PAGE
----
Are you under the impression that one type of power of attorney is the same as the next? Did somebody tell you there is only one type of power of attorney? If you are confused regarding this portion of your estate plan, it is time to learn more. It is time to get a solid grasp on the many types of power of attorney.
General Power of Attorney
In short, this gives another party, known as an agent, the ability to handle your personal and financial affairs if you are unable to do so yourself. For example, if you are out of the country for an extended period of time, this person can step in to make key decisions until you return.
Some of the “powers” typically granted by a general power of attorney include:
- File tax returns
- Enter into contracts
- Settle claims
- Buy or sell real estate or other property
- Purchase life insurance
Limited Power of Attorney
With a limited power of attorney, you can authorize your agent to act on your behalf in relation to particular situations.
A limited power of attorney is defined by Nolo as follows:
“A power of attorney that gives the agent power to handle only a specified matter — for example, to sign papers completing a single business transaction or property transfer.”
Health Care Power of Attorney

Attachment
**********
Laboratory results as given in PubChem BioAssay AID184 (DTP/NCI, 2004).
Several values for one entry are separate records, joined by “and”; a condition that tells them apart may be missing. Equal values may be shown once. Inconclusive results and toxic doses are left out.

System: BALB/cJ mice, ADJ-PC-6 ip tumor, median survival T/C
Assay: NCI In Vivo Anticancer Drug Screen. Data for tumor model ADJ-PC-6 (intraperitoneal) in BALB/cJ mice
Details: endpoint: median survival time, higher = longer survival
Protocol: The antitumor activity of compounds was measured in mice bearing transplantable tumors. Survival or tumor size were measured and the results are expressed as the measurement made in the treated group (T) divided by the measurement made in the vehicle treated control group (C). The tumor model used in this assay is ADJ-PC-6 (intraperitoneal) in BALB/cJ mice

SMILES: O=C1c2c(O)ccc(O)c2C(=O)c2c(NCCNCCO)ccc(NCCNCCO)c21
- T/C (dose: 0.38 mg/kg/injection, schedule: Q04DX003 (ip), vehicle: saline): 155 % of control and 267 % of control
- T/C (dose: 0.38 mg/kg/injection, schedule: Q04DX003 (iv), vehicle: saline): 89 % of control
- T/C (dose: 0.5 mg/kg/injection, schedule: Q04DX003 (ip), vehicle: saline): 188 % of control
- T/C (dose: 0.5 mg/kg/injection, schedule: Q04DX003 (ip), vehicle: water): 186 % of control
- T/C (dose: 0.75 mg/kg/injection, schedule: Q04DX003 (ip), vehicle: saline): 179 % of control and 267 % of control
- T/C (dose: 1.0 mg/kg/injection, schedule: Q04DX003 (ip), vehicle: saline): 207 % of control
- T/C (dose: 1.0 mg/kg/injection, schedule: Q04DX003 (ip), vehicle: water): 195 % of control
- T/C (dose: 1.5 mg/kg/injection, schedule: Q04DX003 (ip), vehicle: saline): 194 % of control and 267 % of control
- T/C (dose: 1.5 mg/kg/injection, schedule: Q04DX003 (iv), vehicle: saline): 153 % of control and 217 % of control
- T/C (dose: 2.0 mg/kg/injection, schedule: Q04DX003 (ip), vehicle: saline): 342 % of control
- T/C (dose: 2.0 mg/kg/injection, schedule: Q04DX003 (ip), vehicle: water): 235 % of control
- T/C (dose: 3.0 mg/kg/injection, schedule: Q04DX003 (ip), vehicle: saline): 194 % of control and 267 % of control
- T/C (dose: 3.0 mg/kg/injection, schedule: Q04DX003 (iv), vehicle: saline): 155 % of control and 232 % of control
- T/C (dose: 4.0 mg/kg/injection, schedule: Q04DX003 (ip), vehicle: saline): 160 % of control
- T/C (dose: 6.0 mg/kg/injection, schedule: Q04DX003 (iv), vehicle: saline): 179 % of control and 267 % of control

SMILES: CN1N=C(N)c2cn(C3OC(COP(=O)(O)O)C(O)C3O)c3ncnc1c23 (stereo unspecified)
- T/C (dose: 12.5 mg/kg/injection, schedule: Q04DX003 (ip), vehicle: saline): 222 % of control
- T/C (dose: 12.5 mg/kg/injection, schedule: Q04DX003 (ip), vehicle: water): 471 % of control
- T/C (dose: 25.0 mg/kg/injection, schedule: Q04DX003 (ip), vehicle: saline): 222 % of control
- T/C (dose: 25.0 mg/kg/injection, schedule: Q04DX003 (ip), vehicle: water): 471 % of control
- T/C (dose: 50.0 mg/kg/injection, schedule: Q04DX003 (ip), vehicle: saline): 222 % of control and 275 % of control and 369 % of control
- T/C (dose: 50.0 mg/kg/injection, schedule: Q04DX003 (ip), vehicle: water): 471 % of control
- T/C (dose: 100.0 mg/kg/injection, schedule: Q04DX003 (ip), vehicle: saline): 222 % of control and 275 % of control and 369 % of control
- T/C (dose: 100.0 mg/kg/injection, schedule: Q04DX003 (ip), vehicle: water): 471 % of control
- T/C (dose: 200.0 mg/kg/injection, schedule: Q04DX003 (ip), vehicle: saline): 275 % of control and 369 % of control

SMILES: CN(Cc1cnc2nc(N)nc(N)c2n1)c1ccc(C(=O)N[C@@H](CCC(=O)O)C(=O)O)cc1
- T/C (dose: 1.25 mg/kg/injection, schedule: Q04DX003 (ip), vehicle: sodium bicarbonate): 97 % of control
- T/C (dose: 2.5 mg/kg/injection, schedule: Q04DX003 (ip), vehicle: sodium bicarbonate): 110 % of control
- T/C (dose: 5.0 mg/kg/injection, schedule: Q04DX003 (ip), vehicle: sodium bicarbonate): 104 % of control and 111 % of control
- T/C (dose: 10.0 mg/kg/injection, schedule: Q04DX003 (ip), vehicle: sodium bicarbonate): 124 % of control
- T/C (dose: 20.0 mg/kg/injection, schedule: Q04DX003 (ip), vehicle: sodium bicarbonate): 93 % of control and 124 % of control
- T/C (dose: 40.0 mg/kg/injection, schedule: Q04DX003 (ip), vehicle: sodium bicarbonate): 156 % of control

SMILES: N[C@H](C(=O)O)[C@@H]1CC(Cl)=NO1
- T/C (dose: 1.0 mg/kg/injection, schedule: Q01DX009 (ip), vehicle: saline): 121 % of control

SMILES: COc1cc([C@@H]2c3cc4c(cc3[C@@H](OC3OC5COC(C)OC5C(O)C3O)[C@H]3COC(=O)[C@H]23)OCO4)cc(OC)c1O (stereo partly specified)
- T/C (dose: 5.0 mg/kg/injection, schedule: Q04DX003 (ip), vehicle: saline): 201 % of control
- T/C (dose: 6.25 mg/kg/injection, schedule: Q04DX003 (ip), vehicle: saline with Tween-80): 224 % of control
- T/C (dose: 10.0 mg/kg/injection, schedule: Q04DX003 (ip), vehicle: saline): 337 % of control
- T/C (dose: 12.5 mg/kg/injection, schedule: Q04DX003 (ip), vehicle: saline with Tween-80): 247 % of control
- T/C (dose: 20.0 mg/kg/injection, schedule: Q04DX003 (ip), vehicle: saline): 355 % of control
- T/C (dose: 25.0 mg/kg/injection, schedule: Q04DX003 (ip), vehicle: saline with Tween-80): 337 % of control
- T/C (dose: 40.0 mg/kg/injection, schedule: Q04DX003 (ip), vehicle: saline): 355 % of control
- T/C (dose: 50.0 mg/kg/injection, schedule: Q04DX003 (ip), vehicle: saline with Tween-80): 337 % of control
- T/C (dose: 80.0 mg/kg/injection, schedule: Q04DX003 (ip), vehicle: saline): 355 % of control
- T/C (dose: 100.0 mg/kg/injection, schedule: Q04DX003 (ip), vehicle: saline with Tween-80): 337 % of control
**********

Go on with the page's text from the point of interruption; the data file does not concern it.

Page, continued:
This type of power of attorney is a common part of an estate plan, as it gives an agent the ability to make health care decisions if you are incapacitated. Just because you have a health care power of attorney doesn’t mean you lose the ability to make decisions when you are able to do so. It only goes into effect if you are incapacitated.
Note: a health care power of attorney and living will are not the same thing. A living will is created to direct medical professionals on the type of medication and treatment you want to receive. It does not give another party the ability to make decisions on your behalf.
These are three of the most common types of power of attorney, but you may want to discuss others, such as a durable power of attorney, with your legal team.
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